As Richmond embraces its newfound, youthful vibrancy, it also faces daunting socio-economic, educational and cultural challenges. But whatever successes our region can claim are due to many of those who have gone before. Six Richmonders who passed away this summer were special leading lights. They spent their lifetimes applying talents to bettering and illuminating the community.
Bettie Woodson Weaver died June 14 at age 98. Decades ago, when Chesterfield County was a rural appendage to Richmond, this far-sighted public school teacher embarked on a mission. She wrote "Chesterfield County, Virginia" a history of the sprawling jurisdiction. She also researched its buildings, led tours and introduced local history into the school curriculum. She believed that a sense of place, especially of one's own environment, was essential to well-roundedness. Weaver melded history, preservation and ecology in ways that enriched all who knew her. It's not by chance that she lived to see a county school, Bettie Weaver Elementary, named for her, an extremely rare honor.
- Langhorne Gibson Jr.
Langhorne Gibson Jr. was a family man, a businessman and an authority on the history of his native Virginia. The former president of Craigie Inc, a former Richmond finance and investment company and the author of seven books, died at 77 on July 16. As the grandson of renowned illustrator Charles Dana Gibson and Irene Langhorne Gibson, the nationally-celebrated belle during the Gilded Age, it is not surprising that among his books are insightful histories of the Commonwealth Club and the Country Club of Virginia, two of Richmond's oldest social organizations. This warm and delightful man also wrote "Cabell's Canal: a History of the James River and Kanawha."
- Dr. Hunter H. McGuire Jr.
Throngs gathered on a recent and hot Saturday morning at Hollywood Cemetery to bid farewell to Dr. Hunter H. McGuire Jr. He died July 30 at 88. McGuire was remembered in words, song and through the brilliant sounds of a brass ensemble for his achievements as a talented surgeon, professor of medicine, family man, and a joy and mentor to hundreds. The Richmond native taught for 35 years at Virginia Commonwealth University School of Medicine. This exquisite gentleman was also a watercolorist and writer. Among his projects was, appropriately enough, a brief history of Hollywood Cemetery.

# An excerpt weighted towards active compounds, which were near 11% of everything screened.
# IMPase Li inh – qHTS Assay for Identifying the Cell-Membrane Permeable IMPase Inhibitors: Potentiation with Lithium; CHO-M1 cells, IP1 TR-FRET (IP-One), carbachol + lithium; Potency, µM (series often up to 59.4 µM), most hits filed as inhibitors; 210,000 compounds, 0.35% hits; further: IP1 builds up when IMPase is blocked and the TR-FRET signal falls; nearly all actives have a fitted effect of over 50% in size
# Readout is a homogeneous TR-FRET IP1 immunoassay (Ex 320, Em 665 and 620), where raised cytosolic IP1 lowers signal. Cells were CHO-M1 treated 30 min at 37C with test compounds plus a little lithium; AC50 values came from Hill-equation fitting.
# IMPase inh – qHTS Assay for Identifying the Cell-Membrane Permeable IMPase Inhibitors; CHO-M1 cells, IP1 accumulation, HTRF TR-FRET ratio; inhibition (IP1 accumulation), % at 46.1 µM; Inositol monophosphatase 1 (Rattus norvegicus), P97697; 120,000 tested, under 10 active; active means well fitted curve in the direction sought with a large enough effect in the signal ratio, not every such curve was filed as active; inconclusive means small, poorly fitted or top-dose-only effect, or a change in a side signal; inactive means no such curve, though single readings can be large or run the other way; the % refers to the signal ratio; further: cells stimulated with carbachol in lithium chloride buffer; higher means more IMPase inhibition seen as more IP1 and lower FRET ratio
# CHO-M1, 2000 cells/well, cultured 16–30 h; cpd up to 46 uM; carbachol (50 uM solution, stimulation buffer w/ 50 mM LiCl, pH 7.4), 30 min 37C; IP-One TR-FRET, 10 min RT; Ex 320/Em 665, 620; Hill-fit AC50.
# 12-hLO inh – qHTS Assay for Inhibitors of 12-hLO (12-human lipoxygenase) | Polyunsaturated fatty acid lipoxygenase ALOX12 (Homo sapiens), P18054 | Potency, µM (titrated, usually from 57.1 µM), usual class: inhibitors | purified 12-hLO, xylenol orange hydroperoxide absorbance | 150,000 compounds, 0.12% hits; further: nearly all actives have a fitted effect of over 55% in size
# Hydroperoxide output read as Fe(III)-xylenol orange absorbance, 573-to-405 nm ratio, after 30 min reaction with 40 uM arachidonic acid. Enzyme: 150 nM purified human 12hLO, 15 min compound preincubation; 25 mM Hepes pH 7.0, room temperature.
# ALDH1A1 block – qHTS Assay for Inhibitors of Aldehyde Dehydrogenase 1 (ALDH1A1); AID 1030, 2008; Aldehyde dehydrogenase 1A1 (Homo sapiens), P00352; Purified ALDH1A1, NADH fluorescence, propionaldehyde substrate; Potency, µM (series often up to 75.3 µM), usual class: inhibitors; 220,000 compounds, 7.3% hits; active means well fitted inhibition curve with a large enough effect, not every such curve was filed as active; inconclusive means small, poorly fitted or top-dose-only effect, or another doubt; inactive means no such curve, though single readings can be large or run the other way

- George Bryson
Many of those who remember Miller & Rhoads, the beloved emporium and a retail anchor of downtown for more than a century, also knew a man associated with that institution. George Bryson, a native of Montreal who moved here in 1930, was executive vice president of the company for 39 years. He died July 31 at 89. This merchant was graceful, ebullient and down-to-earth wherever one encountered him on the store floor whether touting a special, store-sponsored event or a new offering on the Tea Room menu. He later lent his talents to developing Montpelier, James Madison's Orange County home, into to the essential cultural destination it has become.
When the history of fashion in late 20th century Richmond is written, Annette Verbruggen Olsen will have a place in its pantheon. This native of the Netherlands arrived in Richmond in 1973 and five years later pioneered her upscale women's clothing shop, Annette Dean, in Shockoe Slip. She later moved to Carytown and expanded for a time to Alexandria and Williamsburg. Olsen died at 70 on July 28. "Gracious," "spontaneous" and "one-of-a-kind" is how she has been described since her death. I would add "determined" when it came to business, and loyal as a friend. Importantly, she was devoted to her family.
- Richard Kevorkian
Richard Kevorkian, whose name and artwork are synonymous with late 20th century art in Virginia, died Aug. 6 at 80. Born in Dearborn, Michigan, he moved with his family here in 1945. His father owned Tony's, a diner on Hull Street when it was the bustling retail center of Manchester. He may have grown up at the lunch counter, but loved to explore the James River wilds. Later, he appreciated foreign study and travel. For many years he served as chairman of the painting and printmaking department at Virginia Commonwealth University, his alma mater when it was Richmond Professional Institute. Today the program is one of the leading such programs in the nation. His art work is in prominent public and private collections nationwide. S